Why Do I Have So Much Scar Tissue?

Overgrowth of scar tissue can be alarming, but is usually nothing to worry about. We call this type of scarring  a keloid. A keloid is typically just a cosmetic concern; they aren’t contagious or cancerous. Generally, these scars do not be to be treated unless they are causing discomfort or interfering with movement. However, these scars can majorly impact an individual’s self-esteem.

Abnormalities of the skin can be alarming. It is important to perform skin checks on yourself, as well as schedule professional visits to dermatology offices. If an individual notices changes in their skin, they may result in researching the Internet. As we know, the internet can cause someone to self-diagnose and potentially create unnecessary worry.

There are certain irregularities of the skin to watch out for. Melanoma, basal cell carcinoma, and squamous cell carcinoma start as changes to your skin and can become growths or precancerous lesions. Other blemishes aren’t usually dangerous to a person’s health. Since it is often difficult to know the difference, we recommend you see a dermatologist at least once a year.

How does a keloid develop?

Keloids develop because of injury to your skin cells. To repair itself, the skin forms a scar. A keloid forms when the scar tissue continues to form after the wound has healed. Collagen, a wound healing protein, is overproduced during this process. Therefore, there is an excess of scar tissue, resulting in a raised thick scar. Disfunctions in the wound healing process of acne spots, insect bites, burns, hair removal, piercings, and minor scratches can cause the formation of a keloid.

What does a keloid look like?

After an injury occurs, it may take up to months or even years for the development of a keloid. Some signs point to the presence of a keloid. They can appear as skin-colored, pink, red, or brown and are enlarged and raised. Keloids are often found on areas of the earlobes, chest, cheeks, and shoulders. Like most scars, keloids are not hairy, but rather shiny. Depending on the extent of the injury, keloids vary in size and texture. They can be soft and firm or rubbery.

When should I visit a dermatologist?

As stated previously, keloids are noncancerous and typically pose no health risks. Most of the time, patients seek to remove the scars for cosmetic purposes. The location of the keloid can influence an individual’s decision to have it removed. Other reasons for removal are when the keloid is causing complications. They can be itchy or cause discomfort. If a keloid is located on a joint, the developed, hard tissue can sometimes restrict movement.

How can I prevent keloids?

There are risk factors involved with the development of keloids. Unfortunately, they are more prevalent with darker skin tones. Additionally, genetics plays a fairly significant role. You are more likely to develop keloid scars if your family has had a history of them. Also, after having a keloid, you are at a greater risk of having more keloids.  Another risk factor surrounding the development of keloids is age. Between the ages of 20 and 30, a person has a greater risk of developing a keloid than at other ages.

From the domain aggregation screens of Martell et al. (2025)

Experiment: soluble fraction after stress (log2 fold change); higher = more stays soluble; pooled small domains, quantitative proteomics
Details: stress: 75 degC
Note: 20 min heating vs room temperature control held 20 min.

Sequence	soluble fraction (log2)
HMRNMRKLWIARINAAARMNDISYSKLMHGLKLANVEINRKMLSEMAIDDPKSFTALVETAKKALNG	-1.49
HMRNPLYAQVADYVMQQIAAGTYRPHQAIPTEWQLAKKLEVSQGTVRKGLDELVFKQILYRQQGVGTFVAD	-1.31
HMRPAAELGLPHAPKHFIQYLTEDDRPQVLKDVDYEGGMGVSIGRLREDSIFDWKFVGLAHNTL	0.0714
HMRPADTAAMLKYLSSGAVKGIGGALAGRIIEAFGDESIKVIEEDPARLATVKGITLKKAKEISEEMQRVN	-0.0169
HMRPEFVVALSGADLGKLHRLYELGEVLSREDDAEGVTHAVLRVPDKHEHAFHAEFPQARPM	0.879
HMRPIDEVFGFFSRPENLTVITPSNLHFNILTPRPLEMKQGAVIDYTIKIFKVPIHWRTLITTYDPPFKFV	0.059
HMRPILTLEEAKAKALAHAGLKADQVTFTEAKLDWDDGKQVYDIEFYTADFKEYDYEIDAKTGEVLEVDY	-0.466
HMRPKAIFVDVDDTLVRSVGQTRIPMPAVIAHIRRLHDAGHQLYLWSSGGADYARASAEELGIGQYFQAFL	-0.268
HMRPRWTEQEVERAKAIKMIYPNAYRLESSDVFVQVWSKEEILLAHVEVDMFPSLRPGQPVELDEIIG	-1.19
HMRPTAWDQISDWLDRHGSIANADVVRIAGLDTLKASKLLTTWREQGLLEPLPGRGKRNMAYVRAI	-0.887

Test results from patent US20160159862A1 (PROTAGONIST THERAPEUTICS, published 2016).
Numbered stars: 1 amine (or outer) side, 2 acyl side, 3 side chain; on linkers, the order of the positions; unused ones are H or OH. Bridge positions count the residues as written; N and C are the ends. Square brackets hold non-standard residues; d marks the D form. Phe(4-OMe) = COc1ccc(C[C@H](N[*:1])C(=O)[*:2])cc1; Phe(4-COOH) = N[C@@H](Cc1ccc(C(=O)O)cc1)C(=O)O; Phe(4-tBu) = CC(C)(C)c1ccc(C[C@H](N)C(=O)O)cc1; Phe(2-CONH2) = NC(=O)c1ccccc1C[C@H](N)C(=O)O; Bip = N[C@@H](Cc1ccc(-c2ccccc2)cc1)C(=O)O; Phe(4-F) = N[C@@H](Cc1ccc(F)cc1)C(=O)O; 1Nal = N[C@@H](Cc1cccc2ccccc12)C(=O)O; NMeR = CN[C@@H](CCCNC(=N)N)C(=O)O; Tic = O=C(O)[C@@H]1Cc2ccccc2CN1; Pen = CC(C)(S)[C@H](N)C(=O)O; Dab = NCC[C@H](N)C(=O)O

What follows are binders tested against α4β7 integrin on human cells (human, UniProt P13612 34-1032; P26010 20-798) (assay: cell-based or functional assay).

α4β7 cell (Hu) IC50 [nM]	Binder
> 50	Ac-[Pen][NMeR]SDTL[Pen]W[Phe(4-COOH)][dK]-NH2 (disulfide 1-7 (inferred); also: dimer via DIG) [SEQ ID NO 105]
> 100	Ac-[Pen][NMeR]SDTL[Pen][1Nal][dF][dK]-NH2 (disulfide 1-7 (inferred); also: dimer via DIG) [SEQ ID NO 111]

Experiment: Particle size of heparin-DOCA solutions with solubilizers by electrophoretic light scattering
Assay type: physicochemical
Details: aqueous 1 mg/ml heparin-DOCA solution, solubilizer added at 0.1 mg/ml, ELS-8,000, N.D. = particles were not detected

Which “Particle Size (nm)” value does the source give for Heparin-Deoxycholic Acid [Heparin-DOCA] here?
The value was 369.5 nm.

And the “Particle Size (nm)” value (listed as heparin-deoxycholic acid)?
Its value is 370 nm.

Putting these risk factors aside, there are steps you can take to help prevent keloids. It is always a good idea to practice good hygiene and take care of your skin. This is especially true when you are suffering from an injury or wound. In this case, be sure to keep the area moist and clean. You should use soap and water to gently wash the affected area. Applying ointment regularly is beneficial and helps supports healing. Another obvious tip to avoid keloids is to try to avoid injury altogether. Although this may seem like a giveaway, some forms of protection are not so obvious. If you are prone to keloids, you may want to avoid elective surgeries, tattoos, and piercings. You should inform your doctor of previous keloid development if you decide to undergo surgery. It is also a good idea to treat your acne to avoid scarring.

What can I do to treat keloids?

There are effective treatment methods for scars and keloids. Dr. Gurgen provides patients with a safe way to deal with current issues as well as recommendations for future prevention. If you notice abnormalities in your skin, you should visit a dermatologist. There are many locations on the body that you simply cannot check by yourself. It is particularly critical to have any irregularities examined by a professional out to rule out cancer and other dangerous formations.

If you haven’t had your annual skin check-up or have noticed changes in your skin, contact our office to schedule an appointment. Lady Lake Dermatology and Mohs Surgery in the Villages and Leesburg offers quality and personalized care for our patients!